With more than half of the human population now living in urban areas, cities have a crucial role to play in acknowledging the natural capital required to maintain and improve the well-being of their residents. Innovative economic instruments and policies are emerging that reward good practice. For example, the Japanese city of Nagoya (host to the COP-10 meeting), has implemented a new system of tradeable development rights whereby developers wishing to exceed existing limits on high-rise buildings can offset their impacts by buying and conserving areas of Japan’s traditional agricultural landscape. Discounts on bank loans for buildings that receive a higher ‘star rating’ based on a green certification system designed by city authorities also create incentives for more green space within city projects.

    An important finding of many studies reviewed by TEEB is the contribution of forests and other ecosystems to the livelihoods of poor rural households, and therefore the significant potential for conservation efforts to contribute to poverty reduction. It has been estimated that ecosystem services and other non-marketed natural goods account for 47 to 89 per cent of the so-called ‘GDP of the Poor’ (i.e. the effective GDP or total sources of livelihoods of rural and forest-dwelling poor households) in some large developing countries.

    “In the past only traditional sectors such as manufacturing, mining, retailing, construction and energy generation were uppermost in the minds of economic planners and ministers of finance, development and trade. TEEB has brought to the world’s attention that nature’s goods and services are equal, if not far more central, to the wealth of nations including the poor-a fact that will be increasingly the case on a planet of finite resources with a population set to rise to nine billion people by 2050,” said Achim Steiner, UN Under-Secretary General and UNEP Executive Director.

    Failure to account for the value of natural capital poses significant business and social risks. The report also drives home the message that failure of business to account for the value of natural capital, particularly in sectors such as mining, can pose significant business and social risks. The UK-based consultancy, TruCost, estimated that the negative impacts, or ‘environmental externalities’, of the world’s top 3,000 listed companies totals around US$ 2.2 trillion annually.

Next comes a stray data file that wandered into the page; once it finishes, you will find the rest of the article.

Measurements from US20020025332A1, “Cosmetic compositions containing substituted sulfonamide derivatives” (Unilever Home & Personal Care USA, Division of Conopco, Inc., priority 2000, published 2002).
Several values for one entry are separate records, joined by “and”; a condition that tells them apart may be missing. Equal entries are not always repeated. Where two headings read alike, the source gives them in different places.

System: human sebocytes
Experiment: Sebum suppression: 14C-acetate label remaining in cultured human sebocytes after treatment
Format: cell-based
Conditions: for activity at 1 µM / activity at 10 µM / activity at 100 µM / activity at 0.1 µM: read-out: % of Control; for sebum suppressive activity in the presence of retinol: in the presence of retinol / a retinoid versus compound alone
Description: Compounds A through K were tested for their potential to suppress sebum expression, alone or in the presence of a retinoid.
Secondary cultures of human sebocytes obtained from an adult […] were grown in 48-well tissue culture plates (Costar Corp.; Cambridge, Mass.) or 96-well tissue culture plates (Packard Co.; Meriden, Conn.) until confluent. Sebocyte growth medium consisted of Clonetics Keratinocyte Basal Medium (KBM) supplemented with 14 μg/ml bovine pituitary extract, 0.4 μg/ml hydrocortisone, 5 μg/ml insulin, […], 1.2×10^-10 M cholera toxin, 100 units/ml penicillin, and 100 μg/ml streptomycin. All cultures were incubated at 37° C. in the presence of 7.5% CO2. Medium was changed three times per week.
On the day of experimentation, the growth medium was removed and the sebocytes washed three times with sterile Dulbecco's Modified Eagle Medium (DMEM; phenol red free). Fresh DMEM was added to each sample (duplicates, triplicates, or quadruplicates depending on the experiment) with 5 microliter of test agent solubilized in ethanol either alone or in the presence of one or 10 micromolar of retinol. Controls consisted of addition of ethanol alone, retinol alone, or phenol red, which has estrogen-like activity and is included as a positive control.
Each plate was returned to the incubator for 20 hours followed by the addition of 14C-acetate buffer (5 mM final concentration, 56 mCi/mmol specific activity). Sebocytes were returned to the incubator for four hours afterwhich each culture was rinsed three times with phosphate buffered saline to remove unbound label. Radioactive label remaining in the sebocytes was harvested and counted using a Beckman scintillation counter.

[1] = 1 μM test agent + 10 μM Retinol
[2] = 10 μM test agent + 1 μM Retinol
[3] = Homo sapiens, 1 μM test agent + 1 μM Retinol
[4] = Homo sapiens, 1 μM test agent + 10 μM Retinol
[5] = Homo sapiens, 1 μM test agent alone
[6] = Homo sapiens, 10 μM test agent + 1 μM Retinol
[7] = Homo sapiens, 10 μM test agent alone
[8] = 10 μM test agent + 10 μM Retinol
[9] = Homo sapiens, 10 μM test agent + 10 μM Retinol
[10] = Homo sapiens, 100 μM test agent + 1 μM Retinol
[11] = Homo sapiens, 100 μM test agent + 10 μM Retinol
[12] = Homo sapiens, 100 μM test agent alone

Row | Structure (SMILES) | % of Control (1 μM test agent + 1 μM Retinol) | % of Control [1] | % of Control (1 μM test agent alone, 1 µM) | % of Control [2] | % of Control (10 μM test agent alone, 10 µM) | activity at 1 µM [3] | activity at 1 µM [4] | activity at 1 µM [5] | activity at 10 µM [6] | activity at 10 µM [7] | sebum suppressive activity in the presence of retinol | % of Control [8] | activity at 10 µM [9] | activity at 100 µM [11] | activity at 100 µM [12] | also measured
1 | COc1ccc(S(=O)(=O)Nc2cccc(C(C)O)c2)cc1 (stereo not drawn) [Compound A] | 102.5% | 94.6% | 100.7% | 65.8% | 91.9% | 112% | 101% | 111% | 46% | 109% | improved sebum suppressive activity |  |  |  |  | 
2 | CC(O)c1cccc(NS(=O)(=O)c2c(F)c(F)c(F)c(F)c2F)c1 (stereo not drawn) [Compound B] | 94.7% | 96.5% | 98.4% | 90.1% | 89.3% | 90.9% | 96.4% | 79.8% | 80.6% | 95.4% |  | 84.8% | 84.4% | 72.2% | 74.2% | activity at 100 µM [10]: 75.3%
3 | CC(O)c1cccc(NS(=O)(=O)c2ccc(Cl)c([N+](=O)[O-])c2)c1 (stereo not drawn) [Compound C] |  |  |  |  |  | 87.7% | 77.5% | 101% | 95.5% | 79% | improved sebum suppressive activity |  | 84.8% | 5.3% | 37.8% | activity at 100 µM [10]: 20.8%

Approaches such as Net Positive Impact, wetland mitigation and bio-banking can help ensure that developers take responsibility for their environmental footprint. As consumers and governments opt for greener purchasing choices the business sector also stands to make considerable gains: by 2020 the annual market size for certified agricultural products is expected to be US$210 billion; payments for water related ecosystem services US$6 billion; and voluntary biodiversity offsets in the region of US$100 million a year. Source: UNEP

  5. Erik van Erne zegt:

    22 oktober 2010 om 03:34 | Permalink

    India highlights split at COP10 Nagoya biodiversity meeting

    Sharp divisions between developing and developed countries will come to the fore, putting them at “loggerheads”, next week at the world’s biggest international conference on biodiversity, in Nagoya, Japan, according to India’s environment and forests minister, Jairam Ramesh.

    The divisions are over access to local biological resources and sharing the benefits of such access with local communities, he told a press conference today, called to highlight India’s position ahead of the 10th meeting of the Conference of Parties (COP-10) of the Convention on Biological Diversity next week (18–29 October).
    Governments from around the world are gathering in Nagoya to make three key decisions on safeguarding the world’s natural riches.

    First, they are hoping to agree on a ten-year strategy on how people interact with biodiversity, which scientists say is key to preventing tipping points, such as the collapse of fisheries, disappearance of the Amazonian rainforest and extinctions caused by invasive species.

    They also need to agree on the money required to enact this strategy and, thirdly, they hope to produce a set of international rules about access to the biological resources which would ensure countries and communities get a fair share of any benefits that arise from their use.

    But Ramesh said that five issues have emerged as “sticking points” on the third decision. He highlighted divisions relating to access to microbes that cause disease (pathogens). Read more at SciDev